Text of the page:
Students will be able to express the area of a given rectangle using the distributive property.

Children need to move from the manipulative expressions of the distributive property into the mathematical equations eventually. This lesson is the first step in leading them to that goal.

15 minutes

We have done a lot of work previous to this lesson decomposing large areas and working on strategies to find areas mentally. This lesson is the next step, where I am attempting to help the students understand how to demonstrate (write their thinking) mathematically.

Many times, I like to begin the lesson with the students having all of the information in front of them and working together to explain "why it works". Beginning with questions to figure out during the lesson sets up the student thinking to "make sense" rather than merely solve equations.

Listen to these students debate and create sense of the distributive property problem I put up on the board. I ask them to look at it and discuss why it makes sense, or "works".

10 minutes

Following the class discussions in the warm-up, the students and I review what they gleaned from the discussion and defined the distributive property. This definition is drawn out of the students as they express ways to make the work easier.

At this point, I realize the children don't know what the word "distributive" means, so I begin using it in my language.

I ask a student to *distribute* papers to the others in class, I tell them I will *distribute* their homework at the end of class, and that during recess we can *distribute* the cupcakes for the birthday celebration.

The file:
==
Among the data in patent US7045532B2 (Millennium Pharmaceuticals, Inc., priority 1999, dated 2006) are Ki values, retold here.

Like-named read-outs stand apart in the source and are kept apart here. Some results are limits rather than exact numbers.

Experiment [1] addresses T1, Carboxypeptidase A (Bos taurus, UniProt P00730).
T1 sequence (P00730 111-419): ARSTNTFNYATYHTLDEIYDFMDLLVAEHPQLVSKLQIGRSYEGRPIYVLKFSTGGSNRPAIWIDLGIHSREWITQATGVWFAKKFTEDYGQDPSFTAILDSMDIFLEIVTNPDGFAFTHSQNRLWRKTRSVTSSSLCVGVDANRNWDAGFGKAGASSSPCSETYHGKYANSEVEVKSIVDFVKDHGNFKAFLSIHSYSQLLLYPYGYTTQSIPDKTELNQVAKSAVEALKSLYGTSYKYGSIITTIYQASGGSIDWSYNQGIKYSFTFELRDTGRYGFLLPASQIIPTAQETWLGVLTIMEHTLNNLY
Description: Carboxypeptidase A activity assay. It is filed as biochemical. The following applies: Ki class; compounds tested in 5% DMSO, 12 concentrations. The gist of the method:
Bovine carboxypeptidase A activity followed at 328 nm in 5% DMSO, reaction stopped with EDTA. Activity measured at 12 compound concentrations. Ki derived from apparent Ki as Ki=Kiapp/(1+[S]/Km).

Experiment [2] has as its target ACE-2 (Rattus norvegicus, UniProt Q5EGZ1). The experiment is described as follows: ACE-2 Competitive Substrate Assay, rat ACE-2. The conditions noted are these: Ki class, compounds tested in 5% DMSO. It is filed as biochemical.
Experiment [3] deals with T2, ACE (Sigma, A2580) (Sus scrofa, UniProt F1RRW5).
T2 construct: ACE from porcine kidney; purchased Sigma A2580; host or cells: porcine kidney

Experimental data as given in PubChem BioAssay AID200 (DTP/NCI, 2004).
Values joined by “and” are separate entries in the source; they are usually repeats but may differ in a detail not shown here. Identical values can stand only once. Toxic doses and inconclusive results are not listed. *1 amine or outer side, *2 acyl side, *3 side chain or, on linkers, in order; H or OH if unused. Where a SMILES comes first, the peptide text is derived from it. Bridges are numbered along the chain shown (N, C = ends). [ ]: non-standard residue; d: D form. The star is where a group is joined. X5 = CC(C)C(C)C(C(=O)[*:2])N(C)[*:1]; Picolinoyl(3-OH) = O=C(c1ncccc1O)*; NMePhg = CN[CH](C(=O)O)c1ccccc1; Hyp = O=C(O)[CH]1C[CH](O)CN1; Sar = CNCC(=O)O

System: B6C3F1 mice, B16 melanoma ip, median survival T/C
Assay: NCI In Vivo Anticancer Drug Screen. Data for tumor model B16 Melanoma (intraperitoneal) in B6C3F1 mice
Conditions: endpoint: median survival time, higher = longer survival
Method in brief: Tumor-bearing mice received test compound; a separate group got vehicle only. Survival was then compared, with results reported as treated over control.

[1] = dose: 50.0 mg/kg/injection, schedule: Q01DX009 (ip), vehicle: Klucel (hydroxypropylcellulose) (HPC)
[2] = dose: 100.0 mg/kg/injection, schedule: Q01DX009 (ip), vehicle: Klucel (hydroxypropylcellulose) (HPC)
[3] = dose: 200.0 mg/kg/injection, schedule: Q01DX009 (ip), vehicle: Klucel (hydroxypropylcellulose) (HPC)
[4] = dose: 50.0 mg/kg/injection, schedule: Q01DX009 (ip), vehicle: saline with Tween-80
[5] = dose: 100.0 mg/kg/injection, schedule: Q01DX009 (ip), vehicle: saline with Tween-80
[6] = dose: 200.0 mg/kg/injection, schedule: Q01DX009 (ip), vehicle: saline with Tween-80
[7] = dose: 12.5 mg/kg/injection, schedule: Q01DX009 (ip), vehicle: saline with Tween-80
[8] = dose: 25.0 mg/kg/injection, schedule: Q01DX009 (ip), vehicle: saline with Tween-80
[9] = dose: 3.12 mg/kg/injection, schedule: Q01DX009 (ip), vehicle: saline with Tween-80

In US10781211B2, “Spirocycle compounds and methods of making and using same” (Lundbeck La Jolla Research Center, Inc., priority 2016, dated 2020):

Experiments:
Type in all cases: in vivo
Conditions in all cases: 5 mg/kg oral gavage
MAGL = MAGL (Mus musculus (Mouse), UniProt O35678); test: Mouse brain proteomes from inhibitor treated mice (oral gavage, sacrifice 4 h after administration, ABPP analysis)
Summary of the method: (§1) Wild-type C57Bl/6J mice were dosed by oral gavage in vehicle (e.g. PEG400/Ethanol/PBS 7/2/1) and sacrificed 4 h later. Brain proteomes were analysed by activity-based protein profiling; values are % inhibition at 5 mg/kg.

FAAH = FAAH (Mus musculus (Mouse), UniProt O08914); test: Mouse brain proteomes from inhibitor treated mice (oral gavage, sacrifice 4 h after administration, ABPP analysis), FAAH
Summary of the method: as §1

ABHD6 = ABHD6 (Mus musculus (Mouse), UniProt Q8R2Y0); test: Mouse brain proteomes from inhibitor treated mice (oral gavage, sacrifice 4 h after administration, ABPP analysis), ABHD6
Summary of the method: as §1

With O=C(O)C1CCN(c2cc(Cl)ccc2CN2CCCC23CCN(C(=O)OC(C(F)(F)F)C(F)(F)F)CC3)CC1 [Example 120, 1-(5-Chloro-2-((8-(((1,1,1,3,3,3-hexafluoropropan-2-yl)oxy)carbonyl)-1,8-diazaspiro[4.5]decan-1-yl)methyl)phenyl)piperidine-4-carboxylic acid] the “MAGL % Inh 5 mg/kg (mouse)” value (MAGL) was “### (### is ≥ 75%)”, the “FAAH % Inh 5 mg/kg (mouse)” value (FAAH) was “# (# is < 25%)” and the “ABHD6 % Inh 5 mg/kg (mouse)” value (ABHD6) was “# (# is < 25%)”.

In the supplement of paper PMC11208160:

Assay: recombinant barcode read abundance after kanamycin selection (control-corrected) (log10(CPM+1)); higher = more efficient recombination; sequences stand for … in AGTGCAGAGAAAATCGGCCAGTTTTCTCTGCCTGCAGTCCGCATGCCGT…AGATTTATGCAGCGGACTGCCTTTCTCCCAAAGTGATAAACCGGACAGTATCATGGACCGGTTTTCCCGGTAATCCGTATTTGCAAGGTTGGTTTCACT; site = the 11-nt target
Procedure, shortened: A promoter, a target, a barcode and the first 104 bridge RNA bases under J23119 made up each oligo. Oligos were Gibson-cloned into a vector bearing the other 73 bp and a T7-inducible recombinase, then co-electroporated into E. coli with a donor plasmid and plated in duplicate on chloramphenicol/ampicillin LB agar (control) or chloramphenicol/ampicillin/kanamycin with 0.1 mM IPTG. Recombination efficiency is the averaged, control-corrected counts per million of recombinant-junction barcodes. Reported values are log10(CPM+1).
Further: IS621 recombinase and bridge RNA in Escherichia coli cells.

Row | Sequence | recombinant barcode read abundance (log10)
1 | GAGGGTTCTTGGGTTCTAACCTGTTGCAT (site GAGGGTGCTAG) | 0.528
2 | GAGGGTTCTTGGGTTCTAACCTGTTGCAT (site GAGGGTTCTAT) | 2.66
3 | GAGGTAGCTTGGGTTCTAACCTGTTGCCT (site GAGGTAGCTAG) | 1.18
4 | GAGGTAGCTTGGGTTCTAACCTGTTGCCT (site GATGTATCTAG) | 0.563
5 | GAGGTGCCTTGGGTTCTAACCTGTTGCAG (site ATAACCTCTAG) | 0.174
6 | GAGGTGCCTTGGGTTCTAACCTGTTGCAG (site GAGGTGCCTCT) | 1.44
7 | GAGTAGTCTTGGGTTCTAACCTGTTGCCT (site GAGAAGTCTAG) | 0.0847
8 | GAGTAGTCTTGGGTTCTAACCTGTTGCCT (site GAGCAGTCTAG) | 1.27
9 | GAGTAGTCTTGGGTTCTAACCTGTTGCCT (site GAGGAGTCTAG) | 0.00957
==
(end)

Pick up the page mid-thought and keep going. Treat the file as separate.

You may want to use this analogy with your students:

We use the distributive property all of the time. Do you think the Keebler elves make packages of cookies? Ok..forget the elf part, let’s focus on the cookies. Do they come out of the oven in packages?

So what’s the next step for the baked cookies, so that you can buy them at the market? Packages! Alright...isn’t that the distributive property.

Hmmm… I have 24 cookies, My package can hold 12. The packaging has two rows, how many cookies in each row? How many packages when we’ve put all 24 into packages?

Where else do we use the distributive property? Think about the supermarket...

Next, students write 7 x 4 as different situation, in their journals, and I model how to solve it using the distributive property. At this point, I felt they were ready to try on their own.

20 minutes

I ask the students to draw a 5 x 8 rectangle in their journals and work with a partner to use the distributive property to find the area. I know they can do it by multiplying 5 by 8, but I want to see if they can split a factor and solve the problem that way. What I find is very interesting.

Listen to these boys explain why they chose their strategy and notice that they are actually working backwards from the solution to the property. I am certain this is from all of our work in decomposing rectangles in order to find the areas mentally. However, this gives me some good information.

This student, in her share, realizes that she wasn't sure how to use the property, but knew what the answer should be.

10 minutes

For the close of the lesson, I choose to do another mini lesson with the students to review splitting a factor. I realize as the students work independently that many are unsure of the best way to do this, or in some cases, why to do it.

We do several examples to practice what splitting a factor actually means. I work to express that it is just like splitting our arrays. For example, we worked on splitting a 7 into 6 + 1, 4 + 3, 5 + 2, and so on.

I then assign several numbers to be "split" for home practice.